In the week ahead, as has been the case for most of the year, markets will likely take their cues from medical rather than economic data. The key question is whether America will see a second wave in the Covid-19 pandemic. The answer to that question has, of course, profound human and social consequences. However, it also has implications for the economy, for fiscal and monetary policy, and, ultimately, for investment strategy.

Sadly, evidence is mounting that a second wave is indeed upon us, even before the first one has ebbed. Recent weeks have seen a surge in cases with confirmed infections rising by 70% from just over 21,000 per day in the week ended June 6th to just over 36,000 per day in the week ended June 27th. Some have argued that this merely reflects more testing. However, the data clearly don’t support this idea, since the number of tests conducted nationwide rose by only 21% over the same period. 

Moreover, as is shown in the chart below, individual state data show enormous disparities in the growth in infections in recent weeks, which appear far larger than any disparities in the growth in testing. In addition, greater local testing is very likely being driven by more people seeking tests as infections rise and so is the result of, rather than the cause of, more infections being confirmed. It should be noted that local regulations do appear to be having an impact on the pandemic, with most states that mandate the wearing of masks seeing an actual decline in new cases over the same period.

Source: The COVID Tracking Project, J.P. Morgan Asset Management. *June trough in cases was on June 9, when 7-day moving average of cases was at its lowest since peaking in April. Percent change in testing = percent change in total testing in week of 6/20-6/27 relative to total testing in week of 5/30-6/6. Percent change in confirmed cases = percent change in total confirmed cases in week of 6/20-6/27 relative to total confirmed cases in week of 5/30-6/6. States with masks mandated pre-June: CT, D.C., DE, HI, IL, KY, MA, MD, ME, NJ, NM, NY, PA, RI. Data are as of June 27, 2020.

It should be emphasized that the news is not all bad. The mortality rate from Covid-19 appears to be falling. In part this is because a greater share of those recently infected are young and mortality rates among the young are lower. However, it also likely reflects the more widespread use of better protocols and drugs in treating the illness, improvements that will hopefully continue in the months ahead. This being said, however, the latest surge in cases will likely boost fatalities in the weeks ahead.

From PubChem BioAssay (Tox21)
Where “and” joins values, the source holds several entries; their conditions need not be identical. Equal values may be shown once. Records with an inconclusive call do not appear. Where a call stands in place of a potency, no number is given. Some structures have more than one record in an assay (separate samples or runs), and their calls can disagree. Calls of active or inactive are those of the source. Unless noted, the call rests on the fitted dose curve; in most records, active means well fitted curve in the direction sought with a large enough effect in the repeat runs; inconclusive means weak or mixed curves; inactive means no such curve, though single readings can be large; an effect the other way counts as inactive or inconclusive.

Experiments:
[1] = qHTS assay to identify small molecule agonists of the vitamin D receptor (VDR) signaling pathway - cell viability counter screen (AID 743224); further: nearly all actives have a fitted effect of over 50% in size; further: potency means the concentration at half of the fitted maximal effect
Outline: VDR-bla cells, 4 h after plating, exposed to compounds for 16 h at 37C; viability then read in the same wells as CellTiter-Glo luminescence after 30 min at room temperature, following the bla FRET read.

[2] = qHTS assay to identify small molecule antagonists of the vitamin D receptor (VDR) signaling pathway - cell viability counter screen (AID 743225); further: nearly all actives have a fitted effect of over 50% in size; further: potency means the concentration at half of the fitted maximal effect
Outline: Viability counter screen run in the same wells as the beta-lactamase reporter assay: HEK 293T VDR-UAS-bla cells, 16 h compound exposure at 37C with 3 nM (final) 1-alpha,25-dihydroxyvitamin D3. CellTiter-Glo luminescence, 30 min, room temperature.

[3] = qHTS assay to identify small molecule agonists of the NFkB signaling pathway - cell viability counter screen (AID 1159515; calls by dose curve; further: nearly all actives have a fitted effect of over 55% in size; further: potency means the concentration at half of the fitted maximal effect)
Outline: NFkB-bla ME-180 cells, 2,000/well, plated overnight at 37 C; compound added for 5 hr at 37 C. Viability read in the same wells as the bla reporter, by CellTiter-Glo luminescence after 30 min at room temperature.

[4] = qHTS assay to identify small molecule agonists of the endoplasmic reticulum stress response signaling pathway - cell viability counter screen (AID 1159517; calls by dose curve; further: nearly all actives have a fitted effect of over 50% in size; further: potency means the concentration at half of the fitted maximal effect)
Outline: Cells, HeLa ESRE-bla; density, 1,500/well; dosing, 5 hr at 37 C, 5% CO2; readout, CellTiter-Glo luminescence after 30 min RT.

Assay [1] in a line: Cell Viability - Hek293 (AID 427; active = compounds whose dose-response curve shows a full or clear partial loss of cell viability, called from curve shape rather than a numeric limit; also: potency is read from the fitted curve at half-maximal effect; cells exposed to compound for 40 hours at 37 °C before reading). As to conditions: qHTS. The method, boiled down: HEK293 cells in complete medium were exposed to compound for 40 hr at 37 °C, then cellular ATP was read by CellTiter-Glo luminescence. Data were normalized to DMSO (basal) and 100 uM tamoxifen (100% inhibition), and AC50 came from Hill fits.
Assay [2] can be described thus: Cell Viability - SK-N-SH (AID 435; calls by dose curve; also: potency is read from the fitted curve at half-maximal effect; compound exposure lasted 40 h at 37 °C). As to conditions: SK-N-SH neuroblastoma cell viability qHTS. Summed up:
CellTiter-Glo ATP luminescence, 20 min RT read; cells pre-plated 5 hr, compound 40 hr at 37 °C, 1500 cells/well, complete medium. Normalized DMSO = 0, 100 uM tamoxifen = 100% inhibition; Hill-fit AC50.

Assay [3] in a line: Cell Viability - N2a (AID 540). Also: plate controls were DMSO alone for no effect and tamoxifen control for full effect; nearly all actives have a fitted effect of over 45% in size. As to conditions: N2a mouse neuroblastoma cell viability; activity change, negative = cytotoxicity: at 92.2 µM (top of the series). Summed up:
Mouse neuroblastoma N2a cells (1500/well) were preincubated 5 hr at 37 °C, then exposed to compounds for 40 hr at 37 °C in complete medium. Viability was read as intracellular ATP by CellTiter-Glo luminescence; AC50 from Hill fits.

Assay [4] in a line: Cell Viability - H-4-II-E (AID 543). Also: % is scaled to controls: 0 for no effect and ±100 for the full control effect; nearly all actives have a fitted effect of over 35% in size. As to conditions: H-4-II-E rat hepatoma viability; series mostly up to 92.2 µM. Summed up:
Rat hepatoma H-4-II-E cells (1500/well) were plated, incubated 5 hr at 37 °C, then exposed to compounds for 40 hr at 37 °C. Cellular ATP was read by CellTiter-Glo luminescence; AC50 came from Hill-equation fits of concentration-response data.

While this is sobering news from a medical perspective, it is unlikely to alter public behavior enough to cause new cases to resume a strong and steady downward trend nationwide. Sadly, the simple but effective steps of social distancing and mask-wearing have become political issues, with millions of Americans refusing to adopt these basic precautions either as an assertion of their individual freedoms or because they believe the news media is overhyping the pandemic. 

Regardless of motivation, the behavior of these individuals will make it very difficult to achieve the kind of success in controlling the virus seen in parts of East Asia and more recently in Europe. In addition, there is an understandable urgency to the desire to reopen workplaces and schools, given the economic and personal toll of social isolation. However, even with great attention paid to health protocols, it will be hard to achieve this partial reopening without increasing the risk of infection. Sadly, then, it seems likely that the U.S. will sustain a very heavy level of contagion and fatalities all the way until the widespread distribution of a vaccine, hopefully early in 2021.

From an economic perspective, this rolling-wave pandemic likely eliminates hopes for a full V-shaped recovery in advance of a vaccine. The basic problem is that there are many businesses that cannot reopen in a way that is profitable or sustainable, while still assuring consumers and workers that they are not putting their health in jeopardy. These businesses include a multitude of firms in the travel, accommodation, food services, personal services, entertainment, sports and retail industries. 

This problem will likely be in full display in the June jobs report, due out on Thursday. While we believe the economy may have added roughly 2 million jobs in June, this would still leave payroll employment down 17.5 million or 11.5% since February, with more than half the job losses coming in the leisure and hospitality, transportation and retail sectors. 

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